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A tailor-made ministry Down East

“This is what we call the base fabric, so that is what we lay down on the base. Then, everything else would be an accent.”

It’s not often that you hear a priest sharing sewing tips with parishioners, but that is what you’ll find happening at St. Peter the Fisherman Parish in Machias.

“Do you see this blue thread here?  Those who do embroidery know that is couching thread. That covers the seam much like a trim would,” explains Father Philip Clement, parish administrator.

Father Clement is an ecclesiastical tailor, someone who specializes in making liturgical vestments, as well as accoutrements for churches, such as altar cloths.

“I’ve always enjoyed working with my hands and making things, and this just happened to be something that fell into my life.  I think God led me to doing it.  It is a gift He gave me in order to give back to the Church,” he says.

It’s a passion Father Clement discovered five years ago while serving at a parish in Tampa, Florida.  New vestments were needed for the celebration of the Tridentine Mass, and rather than buy them, he decided to make them, even though he had never sewn before. He turned to a member of the parish who had been making vestments for decades, and she agreed to teach him.

“It began as a way for me to save the parish money, but then, once I started doing it, I noticed that I had a gift for it, so I decided to continue with it.  It slowly grew into something I liked, and then, it grew into something that I had a passion for.”

While he stresses his ministry as a priest come first, he says he works on vestments in the evenings as a way to relax, always looking to learn and try new approaches.

When Father Clement came to the Diocese of Portland in 2018, he brought his passion for making vestments with him, along with his nine sewing machines and sergers, steam press, patterns, and other materials.  It is a gift he is now sharing with members of St. Peter the Fisherman Parish.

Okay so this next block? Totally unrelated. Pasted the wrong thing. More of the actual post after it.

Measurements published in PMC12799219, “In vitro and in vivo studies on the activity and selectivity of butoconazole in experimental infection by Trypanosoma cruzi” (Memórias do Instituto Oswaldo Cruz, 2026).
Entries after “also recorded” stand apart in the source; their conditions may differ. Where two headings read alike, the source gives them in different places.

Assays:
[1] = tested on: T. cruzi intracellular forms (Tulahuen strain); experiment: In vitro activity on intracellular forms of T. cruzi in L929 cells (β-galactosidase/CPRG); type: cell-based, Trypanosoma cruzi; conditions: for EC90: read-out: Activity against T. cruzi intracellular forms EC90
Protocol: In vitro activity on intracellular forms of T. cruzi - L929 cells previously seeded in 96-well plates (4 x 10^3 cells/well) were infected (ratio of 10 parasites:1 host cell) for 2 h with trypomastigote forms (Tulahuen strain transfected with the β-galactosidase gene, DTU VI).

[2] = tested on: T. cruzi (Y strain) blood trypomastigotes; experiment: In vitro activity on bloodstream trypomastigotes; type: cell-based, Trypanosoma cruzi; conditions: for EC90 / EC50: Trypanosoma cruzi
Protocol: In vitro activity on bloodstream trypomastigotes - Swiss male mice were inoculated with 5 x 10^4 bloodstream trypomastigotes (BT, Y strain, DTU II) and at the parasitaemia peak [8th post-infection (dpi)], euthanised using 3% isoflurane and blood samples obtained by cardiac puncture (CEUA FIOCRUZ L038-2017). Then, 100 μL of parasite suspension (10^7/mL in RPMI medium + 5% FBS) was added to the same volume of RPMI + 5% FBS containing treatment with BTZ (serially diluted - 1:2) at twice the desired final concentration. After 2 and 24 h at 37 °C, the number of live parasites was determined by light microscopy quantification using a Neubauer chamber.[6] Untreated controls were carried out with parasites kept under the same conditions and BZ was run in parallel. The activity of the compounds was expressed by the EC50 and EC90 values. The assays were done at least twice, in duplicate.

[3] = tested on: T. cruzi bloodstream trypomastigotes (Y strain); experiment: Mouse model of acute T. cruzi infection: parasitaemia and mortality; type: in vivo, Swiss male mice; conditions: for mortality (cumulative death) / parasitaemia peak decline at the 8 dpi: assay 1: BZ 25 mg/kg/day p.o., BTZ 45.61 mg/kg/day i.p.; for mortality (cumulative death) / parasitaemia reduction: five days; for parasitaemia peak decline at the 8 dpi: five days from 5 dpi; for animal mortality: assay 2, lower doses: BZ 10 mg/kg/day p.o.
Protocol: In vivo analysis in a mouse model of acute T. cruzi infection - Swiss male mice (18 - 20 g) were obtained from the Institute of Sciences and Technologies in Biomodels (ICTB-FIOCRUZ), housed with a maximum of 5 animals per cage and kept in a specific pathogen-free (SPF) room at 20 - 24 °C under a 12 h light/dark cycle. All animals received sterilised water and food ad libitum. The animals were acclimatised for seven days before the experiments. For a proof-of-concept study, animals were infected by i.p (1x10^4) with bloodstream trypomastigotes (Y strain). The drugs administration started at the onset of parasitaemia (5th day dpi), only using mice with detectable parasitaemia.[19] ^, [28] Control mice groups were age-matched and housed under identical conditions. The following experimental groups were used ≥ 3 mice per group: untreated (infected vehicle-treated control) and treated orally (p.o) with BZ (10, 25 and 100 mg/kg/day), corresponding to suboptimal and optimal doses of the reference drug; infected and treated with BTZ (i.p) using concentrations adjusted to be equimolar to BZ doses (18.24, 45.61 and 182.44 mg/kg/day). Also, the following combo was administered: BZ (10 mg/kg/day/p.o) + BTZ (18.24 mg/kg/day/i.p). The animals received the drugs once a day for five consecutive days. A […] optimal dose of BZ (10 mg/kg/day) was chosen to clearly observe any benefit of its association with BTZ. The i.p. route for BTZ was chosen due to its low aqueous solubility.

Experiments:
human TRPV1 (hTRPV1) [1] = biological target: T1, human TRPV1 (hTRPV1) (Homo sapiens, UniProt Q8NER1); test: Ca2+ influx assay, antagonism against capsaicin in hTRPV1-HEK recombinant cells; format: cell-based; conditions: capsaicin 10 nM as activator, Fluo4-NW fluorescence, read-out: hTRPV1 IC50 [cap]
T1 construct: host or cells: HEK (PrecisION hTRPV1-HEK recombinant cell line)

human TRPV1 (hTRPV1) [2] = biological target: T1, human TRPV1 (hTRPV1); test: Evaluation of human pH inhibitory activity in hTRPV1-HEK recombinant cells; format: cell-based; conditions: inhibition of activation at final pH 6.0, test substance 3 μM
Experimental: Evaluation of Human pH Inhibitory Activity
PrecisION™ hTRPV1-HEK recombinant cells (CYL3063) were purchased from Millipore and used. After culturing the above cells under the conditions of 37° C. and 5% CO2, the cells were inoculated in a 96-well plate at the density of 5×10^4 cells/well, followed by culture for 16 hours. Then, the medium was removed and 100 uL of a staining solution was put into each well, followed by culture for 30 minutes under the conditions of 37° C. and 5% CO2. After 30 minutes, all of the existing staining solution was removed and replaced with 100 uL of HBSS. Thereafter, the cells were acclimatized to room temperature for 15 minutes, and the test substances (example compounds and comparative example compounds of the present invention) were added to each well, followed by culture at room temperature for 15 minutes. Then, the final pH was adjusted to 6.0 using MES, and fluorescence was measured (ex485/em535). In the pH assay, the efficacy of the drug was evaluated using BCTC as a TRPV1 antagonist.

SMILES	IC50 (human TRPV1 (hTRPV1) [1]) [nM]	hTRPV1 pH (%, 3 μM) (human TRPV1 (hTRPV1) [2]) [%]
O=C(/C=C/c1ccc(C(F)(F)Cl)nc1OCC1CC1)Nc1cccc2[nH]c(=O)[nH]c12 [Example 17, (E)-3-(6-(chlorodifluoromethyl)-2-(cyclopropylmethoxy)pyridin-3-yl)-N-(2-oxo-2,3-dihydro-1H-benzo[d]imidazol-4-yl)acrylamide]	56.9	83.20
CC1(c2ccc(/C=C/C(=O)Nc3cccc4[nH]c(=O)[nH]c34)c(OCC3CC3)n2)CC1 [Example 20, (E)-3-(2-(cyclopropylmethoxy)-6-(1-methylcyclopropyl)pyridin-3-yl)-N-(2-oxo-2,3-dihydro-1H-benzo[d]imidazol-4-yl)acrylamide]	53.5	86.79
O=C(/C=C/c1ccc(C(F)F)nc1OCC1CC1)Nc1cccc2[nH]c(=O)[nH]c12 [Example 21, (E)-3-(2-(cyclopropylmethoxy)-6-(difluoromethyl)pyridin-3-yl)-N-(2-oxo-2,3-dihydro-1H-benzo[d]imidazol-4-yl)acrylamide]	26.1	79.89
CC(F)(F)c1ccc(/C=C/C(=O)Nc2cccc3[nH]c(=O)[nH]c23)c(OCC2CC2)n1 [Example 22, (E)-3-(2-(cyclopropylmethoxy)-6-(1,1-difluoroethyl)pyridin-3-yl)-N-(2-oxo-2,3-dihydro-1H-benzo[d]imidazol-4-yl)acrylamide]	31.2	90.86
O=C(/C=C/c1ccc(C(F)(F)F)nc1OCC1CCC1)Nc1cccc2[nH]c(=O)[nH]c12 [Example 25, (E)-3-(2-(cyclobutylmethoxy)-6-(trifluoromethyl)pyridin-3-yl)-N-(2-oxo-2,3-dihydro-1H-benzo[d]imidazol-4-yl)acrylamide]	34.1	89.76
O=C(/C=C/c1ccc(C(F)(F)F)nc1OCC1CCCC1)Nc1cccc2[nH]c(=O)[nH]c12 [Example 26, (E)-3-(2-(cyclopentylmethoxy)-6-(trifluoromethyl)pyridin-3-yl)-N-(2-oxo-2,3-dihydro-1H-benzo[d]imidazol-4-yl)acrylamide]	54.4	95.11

Father Clement recruited members from the parish’s three churches -- Holy Name of Jesus in Machias, Sacred Heart in Lubec, and St. Michael in Cherryfield – to make altar accoutrements and liturgical garments.  That group then grew into an altar society, focusing on the Mass and what happens at the altar.

“I wanted to draw people back into centering on the importance of the Mass. Everything we do as Catholics flows from that,” he says.

The society has about 15 members, most of them women and most of them with experience sewing clothes or stitching quilts.

“I love to sew. I wanted to get involved with the Church, and this is the perfect opportunity. It’s been wonderful,” says Debbie Holmes from Lubec.

“Father was very convincing about the need for this little organization, so I volunteered,” says Cathy Prince from Addison. “I love to sew, and I love being social with other women and being in a group.”

Although Father Clement intended to start the group off slowly, he noticed the churches needed new Lenten altar cloths, so that became the first project. They created cloths that are white on top with purple brocade draping down.

“We jumped right in,” he says. “It was a tremendous amount of work, but we got it done for the first Sunday of Lent. They took their own natural talents and put it into a different gear.”

Although the project was challenging for some, they say it was rewarding to see the results.

“It’s wonderful.  Who would have ever thought we would be doing that?” asks Josie Kord from Cutler. “It makes you feel good, and then, when you see it being used, it’s heaven.”

Father Clement chose priests’ confession stoles as the group’s next project, viewing them as easier to make and as a way for the women to learn techniques they would need to make more elaborate vestments.